Some owners focus on growing their profits, while others are obsessed with  sales goals. Have you ever considered making it your primary goal to set up your business so that it’s more fun to run AND can grow without you?  

So why let go of the reins and stop bottlenecking your business?  When your business doesn’t depend on you, it is the ultimate asset to own.  It allows you complete control over your time.  This means you can choose the projects you get involved in.  It also means you can choose the vacations you take.  If it comes to getting out, a business that can run without you is worth a lot more.


Here are five ways to create a business that’s more fun to run:


1.  Give Your Team A Stake In The Outcome  

Jack Stack, the author of The Great Game of Business and A Stake In The  Outcome wrote the book on creating an ownership culture inside your  company.  This happens when you are transparent about your financial results, and when you allow employees to participate in your financial success.  This results in  employees who act like owners when you’re not around.

Check out this case study on one company that did just that through share ownership.  The results showed that employee share ownership offered many benefits for both employee and employer.  It provided increased job satisfaction and commitment.  It also simultaneously improving their performance and level of motivation.

While you don’t need to offer share ownership to give your team a stake in the outcome, you should empower them in a tangible way.  They will make better decisions without having to run everything by you.  This allows you to stop bottlenecking your business!  Most importantly, it gives your employees the opportunity to both contribute to and benefit from your business’ success.  When your employees are excited about your business’ goals and successes, you’ll have more fun running the business!


three women sitting at a table, two have their back to us and one is facing us. they all look deep in discussion

2.  Get Your Team To Walk In Your Shoes

If you’re not quite comfortable opening up the books to your employees,  consider this simple management technique instead.  Whenever your staff bring a question to you, respond with the same answer, “If you owned the business, what would you do?”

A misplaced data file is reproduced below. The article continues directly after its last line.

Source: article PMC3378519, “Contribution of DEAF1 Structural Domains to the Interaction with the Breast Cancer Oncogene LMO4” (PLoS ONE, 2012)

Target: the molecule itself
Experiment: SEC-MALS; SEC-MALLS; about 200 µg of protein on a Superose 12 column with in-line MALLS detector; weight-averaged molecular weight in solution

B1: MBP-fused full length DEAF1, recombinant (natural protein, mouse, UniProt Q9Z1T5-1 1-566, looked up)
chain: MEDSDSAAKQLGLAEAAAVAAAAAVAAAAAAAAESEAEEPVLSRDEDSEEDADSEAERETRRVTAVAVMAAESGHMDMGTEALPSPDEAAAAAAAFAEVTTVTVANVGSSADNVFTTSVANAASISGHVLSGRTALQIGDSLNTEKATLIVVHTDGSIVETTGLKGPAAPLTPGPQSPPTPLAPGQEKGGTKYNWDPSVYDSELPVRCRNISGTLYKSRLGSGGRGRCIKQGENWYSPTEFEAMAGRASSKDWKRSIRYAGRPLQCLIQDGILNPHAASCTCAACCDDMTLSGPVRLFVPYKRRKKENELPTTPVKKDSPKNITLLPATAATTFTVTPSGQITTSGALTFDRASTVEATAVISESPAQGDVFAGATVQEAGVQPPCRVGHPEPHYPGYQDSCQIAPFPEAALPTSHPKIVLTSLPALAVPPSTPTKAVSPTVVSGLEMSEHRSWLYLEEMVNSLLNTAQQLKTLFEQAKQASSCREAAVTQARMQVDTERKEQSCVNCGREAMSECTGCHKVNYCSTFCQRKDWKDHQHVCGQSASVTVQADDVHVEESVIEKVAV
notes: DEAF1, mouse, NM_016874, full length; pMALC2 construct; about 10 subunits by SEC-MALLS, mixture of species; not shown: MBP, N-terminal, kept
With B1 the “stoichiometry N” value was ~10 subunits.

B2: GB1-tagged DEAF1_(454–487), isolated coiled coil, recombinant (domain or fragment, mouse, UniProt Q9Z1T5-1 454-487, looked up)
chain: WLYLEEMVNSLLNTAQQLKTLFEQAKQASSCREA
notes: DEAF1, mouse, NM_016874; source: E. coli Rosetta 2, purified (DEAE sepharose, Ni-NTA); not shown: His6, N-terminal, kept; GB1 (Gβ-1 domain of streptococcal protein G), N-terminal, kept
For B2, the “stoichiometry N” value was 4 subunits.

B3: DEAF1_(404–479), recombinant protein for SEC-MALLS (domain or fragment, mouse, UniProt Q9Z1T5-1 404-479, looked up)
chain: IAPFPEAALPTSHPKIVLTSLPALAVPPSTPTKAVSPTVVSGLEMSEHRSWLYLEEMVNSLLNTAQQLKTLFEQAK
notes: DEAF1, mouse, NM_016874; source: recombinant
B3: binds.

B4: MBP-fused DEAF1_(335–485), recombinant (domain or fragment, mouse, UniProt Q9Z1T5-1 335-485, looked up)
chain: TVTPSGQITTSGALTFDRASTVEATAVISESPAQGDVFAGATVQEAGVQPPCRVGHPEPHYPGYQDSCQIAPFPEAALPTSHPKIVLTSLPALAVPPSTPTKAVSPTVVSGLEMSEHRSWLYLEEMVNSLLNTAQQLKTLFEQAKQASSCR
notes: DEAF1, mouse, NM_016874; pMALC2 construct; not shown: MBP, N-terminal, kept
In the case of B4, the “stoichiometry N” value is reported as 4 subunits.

This forces your team to walk in your shoes.  It will also get them thinking about their question as you would, which builds the habit of starting to think like an owner. Pretty soon, employees  are able to solve their own problems.

How does this make your business more fun to run?  You can expect fewer emergency calls and emails, less backlog on tasks and communications, stronger leadership skills within your team, and more confidence throughout the business.


3.  Vet Your Offerings

Identify the products and services which require your personal  involvement in either making, delivering or selling them. Here is how to do so:  Make a list of  everything you sell.  Then, score each offering on a scale of 0 to 10.  This scale will rate how easy they are to teach an employee to handle.

Assign a 10 to offerings that are easy to teach employees, and give a lower score to anything that requires your personal attention. Commit to stopping the sale of your lowest scoring product or service.  Repeat this exercise every quarter.

Check out this example of a photography business rating its services this way…

Chart showing a photography business ranking weddings, corporate events, baseball teams, and school photos in teachability and repeatability

When you train your employees on repeatable tasks, you’re accomplishing multiple goals.  You are removing yourself as the bottleneck in your company, so that you don’t have to perform every task or service.  You are creating a business that is scalable, because other people can do the work you